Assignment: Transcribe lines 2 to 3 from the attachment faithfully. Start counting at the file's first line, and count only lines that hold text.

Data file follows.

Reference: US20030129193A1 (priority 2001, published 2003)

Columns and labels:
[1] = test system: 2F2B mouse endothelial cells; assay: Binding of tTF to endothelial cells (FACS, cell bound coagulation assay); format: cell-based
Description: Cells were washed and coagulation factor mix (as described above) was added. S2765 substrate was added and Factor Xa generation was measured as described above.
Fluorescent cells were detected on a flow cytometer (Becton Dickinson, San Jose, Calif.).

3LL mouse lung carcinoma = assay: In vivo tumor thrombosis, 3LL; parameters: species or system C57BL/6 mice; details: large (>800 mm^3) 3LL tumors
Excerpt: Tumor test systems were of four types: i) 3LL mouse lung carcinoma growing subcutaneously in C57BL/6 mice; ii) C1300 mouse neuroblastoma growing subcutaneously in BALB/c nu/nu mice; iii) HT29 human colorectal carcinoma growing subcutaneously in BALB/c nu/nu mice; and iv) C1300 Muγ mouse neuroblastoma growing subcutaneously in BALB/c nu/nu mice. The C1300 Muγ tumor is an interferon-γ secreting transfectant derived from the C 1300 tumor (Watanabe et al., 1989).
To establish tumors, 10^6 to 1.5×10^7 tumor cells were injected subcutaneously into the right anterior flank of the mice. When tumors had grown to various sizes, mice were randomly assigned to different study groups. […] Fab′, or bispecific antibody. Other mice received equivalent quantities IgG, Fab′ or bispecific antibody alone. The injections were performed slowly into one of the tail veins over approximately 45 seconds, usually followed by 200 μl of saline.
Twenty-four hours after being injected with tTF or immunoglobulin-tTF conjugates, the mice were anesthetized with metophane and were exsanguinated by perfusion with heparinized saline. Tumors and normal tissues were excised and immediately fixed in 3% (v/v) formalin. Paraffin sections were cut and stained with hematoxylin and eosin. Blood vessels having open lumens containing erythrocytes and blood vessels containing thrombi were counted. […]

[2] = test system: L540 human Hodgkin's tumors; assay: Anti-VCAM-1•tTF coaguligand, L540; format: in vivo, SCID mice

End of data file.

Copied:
Columns and labels:
[1] = test system: 2F2B mouse endothelial cells; assay: Binding of tTF to endothelial cells (FACS, cell bound coagulation assay); format: cell-based